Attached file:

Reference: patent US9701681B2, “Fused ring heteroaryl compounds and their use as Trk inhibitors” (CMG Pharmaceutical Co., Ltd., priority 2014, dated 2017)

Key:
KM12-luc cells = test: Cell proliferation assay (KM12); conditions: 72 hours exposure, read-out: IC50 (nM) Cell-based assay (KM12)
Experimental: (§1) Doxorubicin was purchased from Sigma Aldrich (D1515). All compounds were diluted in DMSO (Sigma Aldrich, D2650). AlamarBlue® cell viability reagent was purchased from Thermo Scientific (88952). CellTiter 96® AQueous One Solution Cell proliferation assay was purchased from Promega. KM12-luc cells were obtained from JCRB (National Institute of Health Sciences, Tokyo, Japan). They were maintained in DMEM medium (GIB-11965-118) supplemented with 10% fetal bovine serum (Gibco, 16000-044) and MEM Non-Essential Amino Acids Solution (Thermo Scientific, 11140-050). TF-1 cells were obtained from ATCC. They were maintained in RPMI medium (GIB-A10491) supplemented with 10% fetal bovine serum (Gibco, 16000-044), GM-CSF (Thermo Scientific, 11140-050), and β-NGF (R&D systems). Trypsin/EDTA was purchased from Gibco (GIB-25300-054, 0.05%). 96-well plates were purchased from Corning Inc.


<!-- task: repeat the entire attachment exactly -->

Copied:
Reference: patent US9701681B2, “Fused ring heteroaryl compounds and their use as Trk inhibitors” (CMG Pharmaceutical Co., Ltd., priority 2014, dated 2017)

Key:
KM12-luc cells = test: Cell proliferation assay (KM12); conditions: 72 hours exposure, read-out: IC50 (nM) Cell-based assay (KM12)
Experimental: (§1) Doxorubicin was purchased from Sigma Aldrich (D1515). All compounds were diluted in DMSO (Sigma Aldrich, D2650). AlamarBlue® cell viability reagent was purchased from Thermo Scientific (88952). CellTiter 96® AQueous One Solution Cell proliferation assay was purchased from Promega. KM12-luc cells were obtained from JCRB (National Institute of Health Sciences, Tokyo, Japan). They were maintained in DMEM medium (GIB-11965-118) supplemented with 10% fetal bovine serum (Gibco, 16000-044) and MEM Non-Essential Amino Acids Solution (Thermo Scientific, 11140-050). TF-1 cells were obtained from ATCC. They were maintained in RPMI medium (GIB-A10491) supplemented with 10% fetal bovine serum (Gibco, 16000-044), GM-CSF (Thermo Scientific, 11140-050), and β-NGF (R&D systems). Trypsin/EDTA was purchased from Gibco (GIB-25300-054, 0.05%). 96-well plates were purchased from Corning Inc.